We are thrilled to have been able to work with model, Nikia Phoenix not once, but TWICE this year! She is such an inspiration as a model that stands for more than just beauty in the way our world may define it today! We find it very important to work with women (and men) who believe in the strength of women, and have a heart to work together to help bring human trafficking to an end. So today we are brining you an interview with model, freedom fighter, and creative thinker, Nikia Phoenix of Model Liberation!
1.When did you start modeling and what made you move to LA?
This journey started close to 10 years ago when I moved to Los Angeles. I relocated here from the East coast for a number of reasons, but the top one being why not LA?! There’s opportunities, entertainment, fashion, and obviously great weather. A few months after arriving, I started modeling professionally.
2. What is it like, being a model living in LA?
My experiences as a LA model probably differ so much from what other models say. There are times when I’m running around to tons of castings and auditions, and other times that I’m literally just working on projects of my own like my blog. I’m working around the clock because I love to create. I will say, it’s kind of cool when people recognize you from the work you do.
3. When you are not modeling, what are you up to?
I like to live life to its fullest which sometimes means just staying at home with my cat and a latte.
4. I know your faith is very important to you and how you represent yourself. Tell us a bit about that!
Religion and spirituality can be such touchy subjects. But I can honestly say that I wouldn’t be who I am and where I am if I I didn’t have my faith. There are a number of things that I’m anxious about or afraid of, and believing that a higher power is looking out for me helps me get through. It allows me to release my stress and anguish. My faith challenges me to push harder even when I’m worn out. I know there is a force bigger than me that unites us all, and that puts my soul at ease.
5. What is the intersection between the work you do and your faith?
I enjoy putting my heart into my work. If I’m doing it, then I believe in it. While it’s important to earn a paycheck, it’s just as important to have integrity. Sure I can do editorials and ads that are edgy and push the envelope, but it has to have a point. I want to look over my body of work and be proud of what I’ve accomplished instead of being ashamed. Having a strong faith lights my career path for me and allows me to help others through my job.
6. How did you find out about International Princess Project?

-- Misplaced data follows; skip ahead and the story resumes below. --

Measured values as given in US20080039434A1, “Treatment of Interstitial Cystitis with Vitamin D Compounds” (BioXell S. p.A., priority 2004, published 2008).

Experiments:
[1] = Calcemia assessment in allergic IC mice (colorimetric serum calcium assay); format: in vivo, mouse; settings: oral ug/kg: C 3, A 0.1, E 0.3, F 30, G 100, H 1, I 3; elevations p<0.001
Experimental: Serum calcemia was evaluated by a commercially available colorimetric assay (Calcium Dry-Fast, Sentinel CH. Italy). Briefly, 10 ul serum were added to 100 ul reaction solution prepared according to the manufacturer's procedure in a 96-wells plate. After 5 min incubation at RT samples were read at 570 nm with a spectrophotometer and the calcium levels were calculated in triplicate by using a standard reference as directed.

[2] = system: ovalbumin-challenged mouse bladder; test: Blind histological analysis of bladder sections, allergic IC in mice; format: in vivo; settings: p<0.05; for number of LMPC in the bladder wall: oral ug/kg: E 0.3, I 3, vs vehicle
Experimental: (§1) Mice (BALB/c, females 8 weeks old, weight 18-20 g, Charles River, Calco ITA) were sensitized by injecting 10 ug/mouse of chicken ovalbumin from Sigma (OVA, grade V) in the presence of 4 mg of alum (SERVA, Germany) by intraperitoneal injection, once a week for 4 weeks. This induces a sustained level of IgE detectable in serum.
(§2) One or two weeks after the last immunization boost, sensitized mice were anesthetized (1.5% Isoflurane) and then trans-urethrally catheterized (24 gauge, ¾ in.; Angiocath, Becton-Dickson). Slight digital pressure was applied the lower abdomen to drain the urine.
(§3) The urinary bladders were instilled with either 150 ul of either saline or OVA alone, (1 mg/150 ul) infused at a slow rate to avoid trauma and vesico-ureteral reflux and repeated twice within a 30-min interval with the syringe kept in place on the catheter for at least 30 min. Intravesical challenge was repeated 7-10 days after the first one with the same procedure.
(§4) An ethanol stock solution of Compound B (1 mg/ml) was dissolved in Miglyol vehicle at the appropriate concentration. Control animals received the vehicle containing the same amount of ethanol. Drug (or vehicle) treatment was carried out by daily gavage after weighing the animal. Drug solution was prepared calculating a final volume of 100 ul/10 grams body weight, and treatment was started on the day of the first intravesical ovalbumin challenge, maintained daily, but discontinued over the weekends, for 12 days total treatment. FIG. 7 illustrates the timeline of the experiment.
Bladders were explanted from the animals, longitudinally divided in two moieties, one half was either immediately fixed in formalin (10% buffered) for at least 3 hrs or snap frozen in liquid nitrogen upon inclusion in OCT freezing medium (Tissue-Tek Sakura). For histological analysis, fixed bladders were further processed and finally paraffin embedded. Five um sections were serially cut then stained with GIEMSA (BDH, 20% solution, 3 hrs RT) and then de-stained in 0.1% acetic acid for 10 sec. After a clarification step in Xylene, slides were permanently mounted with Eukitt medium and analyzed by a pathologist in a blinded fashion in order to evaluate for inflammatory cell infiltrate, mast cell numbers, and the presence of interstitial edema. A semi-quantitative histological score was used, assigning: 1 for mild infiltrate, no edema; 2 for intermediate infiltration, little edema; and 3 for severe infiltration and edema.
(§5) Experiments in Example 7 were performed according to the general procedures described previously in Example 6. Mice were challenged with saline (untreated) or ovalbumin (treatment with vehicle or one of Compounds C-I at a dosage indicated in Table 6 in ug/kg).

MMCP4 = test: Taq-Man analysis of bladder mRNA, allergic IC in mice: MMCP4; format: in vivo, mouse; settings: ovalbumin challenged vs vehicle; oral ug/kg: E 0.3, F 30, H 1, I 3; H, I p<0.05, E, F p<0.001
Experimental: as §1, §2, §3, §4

I first heard about International Princess Project when photographer Michelle Kim asked if I wanted to model for PUNJAMMIES™. I looked into it, and really fell in love with the message and the mission.
7. Where does your heart and desire to help end human trafficking come from?
I believe that every human being should have equal opportunities despite age, gender, race, economic status, and all the rest. Unfortunately many of our young girls are not given the same respect and bad people try to strip them of their dignity. If you have a voice, it’s important to speak up for those who can’t. That’s why I stand behind International Princess™ Project. Someone has to support the victims of human trafficking, and let them know there’s something bigger and better out there for them than the injustices they’ve lived through. Sharing is caring.
8. How did you come up with the title of your blog?
The title of my blog came from a place of creativity, strength and empowerment. The word “model” was a given, but I needed the other half. I’m a freedom fighter, so I needed a name that reflected that. But it also couldn’t be something that would alienate people. When my friend Sam suggested “liberation” I got chills. I wanted the name of my blog to reflect what I do and who I really am. Just because some may view me as a glorified mannequin, I know that I am so much more. So with “Model Liberation” it’s not just about fashion and how cool I look in clothes, it’s also about what I do to liberate myself from the j-o-b. It’s therapy.
9. How do you define beauty?
Beauty has very little to do with physical appearance and more to do with your spirit. Someone can appear to have nice bone structure and a symmetrical face but maybe they’re not beautiful. I think that has a lot to do with the way you live, your personality, and how you treat others. You can be attractive on the outside and a mean person, and to me you’re not beautiful. Beauty is loving yourself and those around you. Beauty isn’t perfection. Beauty is accepting your flaws.